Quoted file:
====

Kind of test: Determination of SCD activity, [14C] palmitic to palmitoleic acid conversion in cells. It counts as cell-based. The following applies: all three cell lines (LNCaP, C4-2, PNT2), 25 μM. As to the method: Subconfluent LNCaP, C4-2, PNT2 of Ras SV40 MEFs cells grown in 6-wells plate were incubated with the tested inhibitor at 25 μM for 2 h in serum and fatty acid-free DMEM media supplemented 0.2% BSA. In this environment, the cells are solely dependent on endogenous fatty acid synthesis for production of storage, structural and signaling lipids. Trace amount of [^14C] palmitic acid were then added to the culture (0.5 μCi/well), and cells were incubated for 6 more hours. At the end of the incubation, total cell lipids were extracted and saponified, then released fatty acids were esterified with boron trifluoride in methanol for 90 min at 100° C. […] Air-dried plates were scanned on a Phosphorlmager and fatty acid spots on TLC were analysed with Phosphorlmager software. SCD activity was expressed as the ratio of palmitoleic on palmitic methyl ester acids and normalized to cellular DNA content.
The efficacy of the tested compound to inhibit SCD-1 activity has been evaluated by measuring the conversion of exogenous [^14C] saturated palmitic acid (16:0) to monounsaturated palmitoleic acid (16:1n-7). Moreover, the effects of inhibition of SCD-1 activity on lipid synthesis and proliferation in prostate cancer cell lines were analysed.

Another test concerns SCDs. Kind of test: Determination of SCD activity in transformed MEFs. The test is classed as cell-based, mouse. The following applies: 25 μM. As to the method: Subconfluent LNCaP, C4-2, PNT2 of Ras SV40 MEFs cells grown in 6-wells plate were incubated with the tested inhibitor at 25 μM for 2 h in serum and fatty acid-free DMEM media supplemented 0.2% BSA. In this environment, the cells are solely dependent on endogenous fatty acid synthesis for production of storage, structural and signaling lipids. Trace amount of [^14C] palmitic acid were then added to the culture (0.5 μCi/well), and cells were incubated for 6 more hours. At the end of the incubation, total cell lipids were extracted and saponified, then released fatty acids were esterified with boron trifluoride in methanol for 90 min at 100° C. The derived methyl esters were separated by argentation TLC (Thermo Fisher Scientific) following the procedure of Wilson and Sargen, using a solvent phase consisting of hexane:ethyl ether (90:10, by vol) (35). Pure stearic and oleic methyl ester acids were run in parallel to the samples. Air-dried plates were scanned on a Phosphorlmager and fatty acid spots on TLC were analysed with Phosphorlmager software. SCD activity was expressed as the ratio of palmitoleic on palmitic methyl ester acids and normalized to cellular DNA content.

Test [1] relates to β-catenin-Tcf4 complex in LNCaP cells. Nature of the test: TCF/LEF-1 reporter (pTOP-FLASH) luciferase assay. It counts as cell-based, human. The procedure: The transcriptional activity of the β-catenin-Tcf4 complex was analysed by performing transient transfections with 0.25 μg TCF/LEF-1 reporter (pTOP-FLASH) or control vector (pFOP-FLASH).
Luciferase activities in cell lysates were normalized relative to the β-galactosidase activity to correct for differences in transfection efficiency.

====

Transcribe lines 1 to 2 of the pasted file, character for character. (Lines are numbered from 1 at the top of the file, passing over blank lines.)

Kind of test: Determination of SCD activity, [14C] palmitic to palmitoleic acid conversion in cells. It counts as cell-based. The following applies: all three cell lines (LNCaP, C4-2, PNT2), 25 μM. As to the method: Subconfluent LNCaP, C4-2, PNT2 of Ras SV40 MEFs cells grown in 6-wells plate were incubated with the tested inhibitor at 25 μM for 2 h in serum and fatty acid-free DMEM media supplemented 0.2% BSA. In this environment, the cells are solely dependent on endogenous fatty acid synthesis for production of storage, structural and signaling lipids. Trace amount of [^14C] palmitic acid were then added to the culture (0.5 μCi/well), and cells were incubated for 6 more hours. At the end of the incubation, total cell lipids were extracted and saponified, then released fatty acids were esterified with boron trifluoride in methanol for 90 min at 100° C. […] Air-dried plates were scanned on a Phosphorlmager and fatty acid spots on TLC were analysed with Phosphorlmager software. SCD activity was expressed as the ratio of palmitoleic on palmitic methyl ester acids and normalized to cellular DNA content.
The efficacy of the tested compound to inhibit SCD-1 activity has been evaluated by measuring the conversion of exogenous [^14C] saturated palmitic acid (16:0) to monounsaturated palmitoleic acid (16:1n-7). Moreover, the effects of inhibition of SCD-1 activity on lipid synthesis and proliferation in prostate cancer cell lines were analysed.